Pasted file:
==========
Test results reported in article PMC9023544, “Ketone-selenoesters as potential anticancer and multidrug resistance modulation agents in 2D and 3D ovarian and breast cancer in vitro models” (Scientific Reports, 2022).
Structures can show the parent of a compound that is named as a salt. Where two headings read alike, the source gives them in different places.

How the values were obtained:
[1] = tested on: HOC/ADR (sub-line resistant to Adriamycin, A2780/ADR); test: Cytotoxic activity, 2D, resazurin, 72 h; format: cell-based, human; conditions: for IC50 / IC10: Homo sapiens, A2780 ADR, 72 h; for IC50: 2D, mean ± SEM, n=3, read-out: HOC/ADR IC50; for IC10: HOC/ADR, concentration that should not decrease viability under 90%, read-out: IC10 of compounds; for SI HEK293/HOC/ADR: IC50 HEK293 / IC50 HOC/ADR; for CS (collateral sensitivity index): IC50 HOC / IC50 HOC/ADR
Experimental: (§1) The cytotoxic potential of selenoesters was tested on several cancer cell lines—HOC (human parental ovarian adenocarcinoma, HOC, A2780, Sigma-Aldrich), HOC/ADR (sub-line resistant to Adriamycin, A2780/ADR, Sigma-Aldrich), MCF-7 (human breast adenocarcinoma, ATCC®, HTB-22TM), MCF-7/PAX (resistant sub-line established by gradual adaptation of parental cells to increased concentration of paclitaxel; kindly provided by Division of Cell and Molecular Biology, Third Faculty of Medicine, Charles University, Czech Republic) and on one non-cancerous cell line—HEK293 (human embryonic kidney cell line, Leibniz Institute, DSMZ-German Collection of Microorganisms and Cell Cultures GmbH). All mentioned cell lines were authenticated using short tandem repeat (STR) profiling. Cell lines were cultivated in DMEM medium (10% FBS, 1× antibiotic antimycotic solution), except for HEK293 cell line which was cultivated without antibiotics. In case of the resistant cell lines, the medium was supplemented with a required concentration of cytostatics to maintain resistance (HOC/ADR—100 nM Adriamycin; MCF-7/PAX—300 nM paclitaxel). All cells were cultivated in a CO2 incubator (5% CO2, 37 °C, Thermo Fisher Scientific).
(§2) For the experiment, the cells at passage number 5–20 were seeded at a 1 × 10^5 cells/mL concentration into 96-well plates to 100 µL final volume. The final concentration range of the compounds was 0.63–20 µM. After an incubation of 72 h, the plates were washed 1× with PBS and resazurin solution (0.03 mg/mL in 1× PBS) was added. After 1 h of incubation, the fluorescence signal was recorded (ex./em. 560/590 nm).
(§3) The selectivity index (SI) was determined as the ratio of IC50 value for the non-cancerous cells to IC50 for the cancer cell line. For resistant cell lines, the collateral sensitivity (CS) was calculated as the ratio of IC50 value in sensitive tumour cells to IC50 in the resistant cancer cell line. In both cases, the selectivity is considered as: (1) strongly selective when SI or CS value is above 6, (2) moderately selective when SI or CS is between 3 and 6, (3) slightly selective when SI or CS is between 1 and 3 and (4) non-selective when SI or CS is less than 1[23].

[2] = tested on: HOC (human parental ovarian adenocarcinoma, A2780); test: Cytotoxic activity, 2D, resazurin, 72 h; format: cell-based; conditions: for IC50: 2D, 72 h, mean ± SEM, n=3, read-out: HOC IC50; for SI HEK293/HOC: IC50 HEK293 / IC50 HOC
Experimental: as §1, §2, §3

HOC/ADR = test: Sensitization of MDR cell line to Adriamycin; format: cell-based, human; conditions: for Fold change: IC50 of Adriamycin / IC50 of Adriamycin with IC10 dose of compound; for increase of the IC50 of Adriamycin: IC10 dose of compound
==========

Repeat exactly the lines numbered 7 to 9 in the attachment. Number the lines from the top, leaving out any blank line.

(§3) The selectivity index (SI) was determined as the ratio of IC50 value for the non-cancerous cells to IC50 for the cancer cell line. For resistant cell lines, the collateral sensitivity (CS) was calculated as the ratio of IC50 value in sensitive tumour cells to IC50 in the resistant cancer cell line. In both cases, the selectivity is considered as: (1) strongly selective when SI or CS value is above 6, (2) moderately selective when SI or CS is between 3 and 6, (3) slightly selective when SI or CS is between 1 and 3 and (4) non-selective when SI or CS is less than 1[23].

[2] = tested on: HOC (human parental ovarian adenocarcinoma, A2780); test: Cytotoxic activity, 2D, resazurin, 72 h; format: cell-based; conditions: for IC50: 2D, 72 h, mean ± SEM, n=3, read-out: HOC IC50; for SI HEK293/HOC: IC50 HEK293 / IC50 HOC
Experimental: as §1, §2, §3